Egyptian Coptic Christians clash with soldiers and anti-riot police during a protest in Cairo in early October 2011
Egyptian Coptic Christians clash with soldiers and anti-riot police during a protest in Cairo against the attack on a church in southern Egypt in October 9, 2011. Egypt's ruling military jailed a veteran dissident and blogger on charges of inciting deadly clashes between soldiers and Christians this month, his sister and a fellow activist said. © Owaise Mahmoud - AFP/File
Egyptian Coptic Christians clash with soldiers and anti-riot police during a protest in Cairo in early October 2011
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Samer al-Atrush, AFP
Last updated: October 31, 2011

Egypt military jails dissident over Coptic clashes

Egypt's ruling military jailed a veteran dissident and blogger on Sunday on charges of inciting deadly clashes between soldiers and Christians this month, his sister and a fellow activist said.

Alaa Abdel Fatah, who was jailed for his activism under ousted president Hosni Mubarak's government in 2006, was remanded in custody for 15 days, said his sister Mona Seif, who is also a leading opponent of military trials.

The prosecutor may choose to formally refer him to a military court or release him.

Abdel Fatah's detention came days after US President Barack Obama called on Egypt's military to lift a state of emergency and end military trials for civilians.

Bahaa Saber, another activist who faces the same charges but was not detained, said he and Abdel Fatah were charged with inciting attacks against soldiers and participating in the October 9 clashes in Cairo.

Coptic Christians were protesting against an attack on a church when clashes broke out with soldiers outside the state television's building. Twenty-five people died in the violence, most of them Copts.

Witnesses said soldiers fired upon protesters and ran them over with armoured cars, accusations the military has denied. The military said a number of its soldiers died in the clashes but has refused to give a toll.

"We are charged with inciting attacks against soldiers and participating in them," said Saber.

Saber said he and Abdel Fatah attended the military prosecutor's summons on Sunday "convinced that the military has no right to intervene in judicial matters," and they refused to answer the prosecutor's questions.

"It was humiliating and unacceptable," he said. "This is an unjust escalation by the military. I will not be silenced nor intimidated, and I don't think people will be silent either."

The military has tried thousands of civilians since it took charge of the country after Mubarak's ouster on February 11, in trials rights groups say are unfair and result in harsh sentences.

Saber said the pair's lawyers were not allowed to see the military prosecution's evidence.

Seif said several people, including a journalist and a blogger who opposes the uprising that ousted Mubarak, had filed complaints against her brother.

The blogger, who calls himself Ahmed Spider, posted on YouTube an interview with Abdel Fatah that he said led to the military prosecutor's charges.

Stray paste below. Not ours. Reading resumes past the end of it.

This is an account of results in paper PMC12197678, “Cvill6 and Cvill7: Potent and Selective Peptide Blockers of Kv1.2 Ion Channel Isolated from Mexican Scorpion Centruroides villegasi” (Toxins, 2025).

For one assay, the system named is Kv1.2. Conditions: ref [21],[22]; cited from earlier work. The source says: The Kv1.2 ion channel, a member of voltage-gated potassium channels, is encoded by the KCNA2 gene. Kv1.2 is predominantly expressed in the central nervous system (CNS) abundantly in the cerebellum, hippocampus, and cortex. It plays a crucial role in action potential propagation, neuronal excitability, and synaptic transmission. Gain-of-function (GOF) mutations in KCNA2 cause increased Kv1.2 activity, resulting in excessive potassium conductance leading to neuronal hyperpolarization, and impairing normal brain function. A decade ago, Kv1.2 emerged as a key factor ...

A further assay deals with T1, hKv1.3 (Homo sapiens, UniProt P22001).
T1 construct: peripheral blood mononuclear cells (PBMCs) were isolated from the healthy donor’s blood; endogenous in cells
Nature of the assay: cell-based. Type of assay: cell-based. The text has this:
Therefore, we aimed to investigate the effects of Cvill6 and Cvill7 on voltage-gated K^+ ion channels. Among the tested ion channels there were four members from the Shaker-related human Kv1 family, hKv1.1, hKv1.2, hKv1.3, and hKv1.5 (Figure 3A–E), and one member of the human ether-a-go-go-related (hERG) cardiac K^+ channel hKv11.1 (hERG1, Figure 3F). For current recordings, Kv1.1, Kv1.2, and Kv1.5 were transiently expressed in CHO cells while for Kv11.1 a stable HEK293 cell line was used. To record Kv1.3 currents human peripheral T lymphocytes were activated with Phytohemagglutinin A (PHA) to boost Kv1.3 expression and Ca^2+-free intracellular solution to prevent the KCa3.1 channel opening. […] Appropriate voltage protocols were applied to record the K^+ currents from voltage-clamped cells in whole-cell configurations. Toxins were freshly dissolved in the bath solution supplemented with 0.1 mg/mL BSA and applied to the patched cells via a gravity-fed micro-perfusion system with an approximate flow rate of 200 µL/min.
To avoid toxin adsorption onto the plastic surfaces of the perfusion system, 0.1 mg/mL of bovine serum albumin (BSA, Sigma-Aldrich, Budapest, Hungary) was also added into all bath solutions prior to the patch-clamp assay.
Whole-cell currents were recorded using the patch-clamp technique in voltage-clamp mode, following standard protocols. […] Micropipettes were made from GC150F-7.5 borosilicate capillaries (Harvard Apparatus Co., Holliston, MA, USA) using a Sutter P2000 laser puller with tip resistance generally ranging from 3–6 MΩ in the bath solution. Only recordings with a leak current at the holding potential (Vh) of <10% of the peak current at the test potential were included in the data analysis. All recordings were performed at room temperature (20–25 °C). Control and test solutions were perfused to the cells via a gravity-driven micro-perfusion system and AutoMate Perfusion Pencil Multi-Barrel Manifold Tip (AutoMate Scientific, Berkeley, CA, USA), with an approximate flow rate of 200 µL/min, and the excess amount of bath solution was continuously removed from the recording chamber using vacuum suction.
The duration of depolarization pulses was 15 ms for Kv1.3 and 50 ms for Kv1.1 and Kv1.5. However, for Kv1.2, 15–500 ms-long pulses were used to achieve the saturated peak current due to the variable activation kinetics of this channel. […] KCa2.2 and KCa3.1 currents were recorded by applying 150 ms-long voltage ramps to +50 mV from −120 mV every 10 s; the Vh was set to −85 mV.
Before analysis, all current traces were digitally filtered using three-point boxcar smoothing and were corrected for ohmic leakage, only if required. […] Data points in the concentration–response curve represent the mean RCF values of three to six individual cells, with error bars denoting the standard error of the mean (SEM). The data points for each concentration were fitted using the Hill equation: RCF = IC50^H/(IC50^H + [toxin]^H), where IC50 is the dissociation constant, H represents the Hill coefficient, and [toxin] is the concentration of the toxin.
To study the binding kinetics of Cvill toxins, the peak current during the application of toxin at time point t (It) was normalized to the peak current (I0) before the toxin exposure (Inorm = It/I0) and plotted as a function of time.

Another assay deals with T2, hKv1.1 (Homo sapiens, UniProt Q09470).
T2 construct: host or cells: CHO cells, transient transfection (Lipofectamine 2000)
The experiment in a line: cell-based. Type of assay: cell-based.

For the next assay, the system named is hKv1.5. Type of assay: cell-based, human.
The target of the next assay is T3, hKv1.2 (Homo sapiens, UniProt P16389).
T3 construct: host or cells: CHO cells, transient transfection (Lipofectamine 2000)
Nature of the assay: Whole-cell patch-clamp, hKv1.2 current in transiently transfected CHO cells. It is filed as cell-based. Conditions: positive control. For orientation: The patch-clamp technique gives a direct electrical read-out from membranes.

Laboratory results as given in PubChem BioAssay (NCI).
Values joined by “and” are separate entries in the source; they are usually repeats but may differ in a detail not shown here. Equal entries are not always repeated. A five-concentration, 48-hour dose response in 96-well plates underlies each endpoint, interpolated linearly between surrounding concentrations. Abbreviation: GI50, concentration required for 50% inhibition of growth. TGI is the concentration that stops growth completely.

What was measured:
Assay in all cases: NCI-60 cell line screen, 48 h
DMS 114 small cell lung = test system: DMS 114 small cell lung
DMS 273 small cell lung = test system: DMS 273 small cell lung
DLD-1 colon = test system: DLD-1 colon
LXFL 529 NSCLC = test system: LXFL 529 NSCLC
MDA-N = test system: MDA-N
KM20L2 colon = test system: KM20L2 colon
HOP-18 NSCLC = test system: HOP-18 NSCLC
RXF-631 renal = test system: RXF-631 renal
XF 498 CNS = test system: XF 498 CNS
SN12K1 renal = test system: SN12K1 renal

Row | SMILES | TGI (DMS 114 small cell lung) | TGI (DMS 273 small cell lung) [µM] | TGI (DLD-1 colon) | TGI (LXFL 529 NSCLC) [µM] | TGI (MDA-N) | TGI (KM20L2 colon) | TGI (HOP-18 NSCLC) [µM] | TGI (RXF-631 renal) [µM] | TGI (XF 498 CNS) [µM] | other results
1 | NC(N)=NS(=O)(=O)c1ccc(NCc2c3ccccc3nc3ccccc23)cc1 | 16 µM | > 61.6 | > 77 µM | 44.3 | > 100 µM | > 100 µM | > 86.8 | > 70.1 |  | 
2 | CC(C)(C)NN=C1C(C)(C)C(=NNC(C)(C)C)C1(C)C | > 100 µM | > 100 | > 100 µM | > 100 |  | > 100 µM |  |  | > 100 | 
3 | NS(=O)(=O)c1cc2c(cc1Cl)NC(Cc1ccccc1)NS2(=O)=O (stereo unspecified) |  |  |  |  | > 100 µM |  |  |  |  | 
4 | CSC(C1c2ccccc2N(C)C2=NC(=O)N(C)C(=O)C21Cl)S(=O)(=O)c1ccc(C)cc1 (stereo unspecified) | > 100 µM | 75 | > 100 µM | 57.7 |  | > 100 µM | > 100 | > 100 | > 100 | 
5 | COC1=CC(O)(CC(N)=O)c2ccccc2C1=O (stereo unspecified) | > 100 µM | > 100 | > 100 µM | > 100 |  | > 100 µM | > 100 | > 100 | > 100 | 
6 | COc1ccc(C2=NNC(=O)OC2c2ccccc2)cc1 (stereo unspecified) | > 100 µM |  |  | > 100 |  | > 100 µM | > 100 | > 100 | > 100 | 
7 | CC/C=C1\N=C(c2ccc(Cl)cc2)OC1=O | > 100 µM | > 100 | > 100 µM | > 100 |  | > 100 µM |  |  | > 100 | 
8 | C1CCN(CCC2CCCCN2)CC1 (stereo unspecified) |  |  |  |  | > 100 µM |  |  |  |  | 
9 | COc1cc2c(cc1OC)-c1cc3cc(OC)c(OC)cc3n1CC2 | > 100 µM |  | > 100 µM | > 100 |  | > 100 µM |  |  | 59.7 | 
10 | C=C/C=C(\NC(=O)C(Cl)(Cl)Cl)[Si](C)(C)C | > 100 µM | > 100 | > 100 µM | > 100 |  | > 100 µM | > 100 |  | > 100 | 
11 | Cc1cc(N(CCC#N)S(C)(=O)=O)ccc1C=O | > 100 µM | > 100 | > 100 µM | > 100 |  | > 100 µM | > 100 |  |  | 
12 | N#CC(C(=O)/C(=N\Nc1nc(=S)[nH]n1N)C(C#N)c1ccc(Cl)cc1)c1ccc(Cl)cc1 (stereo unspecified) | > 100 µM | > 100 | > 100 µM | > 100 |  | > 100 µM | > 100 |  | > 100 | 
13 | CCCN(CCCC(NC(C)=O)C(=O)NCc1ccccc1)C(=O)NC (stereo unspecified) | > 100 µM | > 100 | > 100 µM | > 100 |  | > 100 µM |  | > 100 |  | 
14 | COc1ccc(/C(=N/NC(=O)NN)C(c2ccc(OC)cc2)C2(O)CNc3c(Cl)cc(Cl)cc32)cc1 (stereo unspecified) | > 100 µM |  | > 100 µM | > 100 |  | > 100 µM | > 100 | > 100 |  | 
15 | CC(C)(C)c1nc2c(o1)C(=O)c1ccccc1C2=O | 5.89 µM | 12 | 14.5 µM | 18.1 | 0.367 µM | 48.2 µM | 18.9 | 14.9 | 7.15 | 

The video shows Abdel Fatah at a protest saying he wanted to "cut off the military's hand" and threatening to storm the interior ministry.

Saber questioned the military's impartiality in investigating the deadly clash, given its role in the incident.

Military spokesmen were not immediately available for comment, but top generals have denied that soldiers killed any demonstrators and blamed a plot by "enemies of the people."

The military has ordered the caretaker cabinet it appointed to investigate the violence.

Earlier this month, influential Egyptian talk show host Yosri Fouda announced he had suspended his show in protest at media censorship.

Several newspaper columnists have also withheld their columns this month in a protest against what they say is military censorship.

Last Thursday, Paris-based media rights groups Reporters without Borders expressed concern at the plight of Fatah, Saber and other "cyber-activists" in Egypt.

It accused the current regime of pursuing "increasingly repressive policies towards the Internet and bloggers" and said the situation for Internet-based activists had worsened since the fall of Mubarak.

On October 22, Ayman Youssef Mansour was sentenced to three years' forced labour for having insulted Islam on Facebook, said RSF.

And on October 18, a court ordered blogger Maikel Nabil Sanad, who is serving a three-year sentence for insulting the armed forces, confined to a psychiatric clinic for 45 days after he began a hunger strike, it added.

Although the military was hailed during the uprising for not siding with Mubarak, it now faces growing discontent over its trials of civilians and suspicion that it is delaying a transition to civilian rule.

It has lashed out at critics, accusing one youth movement that spearheaded the anti-Mubarak revolt, April 6, of carrying out "foreign" plots.

The country is scheduled to start parliamentary elections on November 28, followed by presidential polls sometime in 2012.

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